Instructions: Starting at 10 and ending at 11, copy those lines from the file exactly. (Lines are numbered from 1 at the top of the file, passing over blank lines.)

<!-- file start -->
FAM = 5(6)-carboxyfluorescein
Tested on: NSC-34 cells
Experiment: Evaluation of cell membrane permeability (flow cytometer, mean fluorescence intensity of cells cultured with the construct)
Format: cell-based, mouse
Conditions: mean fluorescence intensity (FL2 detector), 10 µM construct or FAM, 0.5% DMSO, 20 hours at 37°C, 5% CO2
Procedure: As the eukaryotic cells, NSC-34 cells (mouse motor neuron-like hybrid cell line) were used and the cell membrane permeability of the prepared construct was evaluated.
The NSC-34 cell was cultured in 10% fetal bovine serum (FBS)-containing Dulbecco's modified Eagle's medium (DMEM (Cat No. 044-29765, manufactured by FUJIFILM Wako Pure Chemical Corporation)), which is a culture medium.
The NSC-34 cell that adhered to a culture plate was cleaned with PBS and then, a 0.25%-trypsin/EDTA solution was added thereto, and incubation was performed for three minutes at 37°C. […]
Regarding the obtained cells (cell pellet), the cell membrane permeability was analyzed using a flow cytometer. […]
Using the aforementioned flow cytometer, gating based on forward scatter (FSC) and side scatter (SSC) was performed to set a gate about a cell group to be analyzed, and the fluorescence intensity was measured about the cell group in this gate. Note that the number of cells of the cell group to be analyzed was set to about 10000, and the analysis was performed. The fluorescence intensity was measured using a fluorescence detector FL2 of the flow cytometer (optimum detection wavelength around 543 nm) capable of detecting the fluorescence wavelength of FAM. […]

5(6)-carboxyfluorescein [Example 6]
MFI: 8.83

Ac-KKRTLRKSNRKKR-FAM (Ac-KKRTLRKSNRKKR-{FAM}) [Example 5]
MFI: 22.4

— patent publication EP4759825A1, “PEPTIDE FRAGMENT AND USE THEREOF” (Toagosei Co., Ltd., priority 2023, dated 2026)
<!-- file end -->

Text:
Using the aforementioned flow cytometer, gating based on forward scatter (FSC) and side scatter (SSC) was performed to set a gate about a cell group to be analyzed, and the fluorescence intensity was measured about the cell group in this gate. Note that the number of cells of the cell group to be analyzed was set to about 10000, and the analysis was performed. The fluorescence intensity was measured using a fluorescence detector FL2 of the flow cytometer (optimum detection wavelength around 543 nm) capable of detecting the fluorescence wavelength of FAM. […]

5(6)-carboxyfluorescein [Example 6]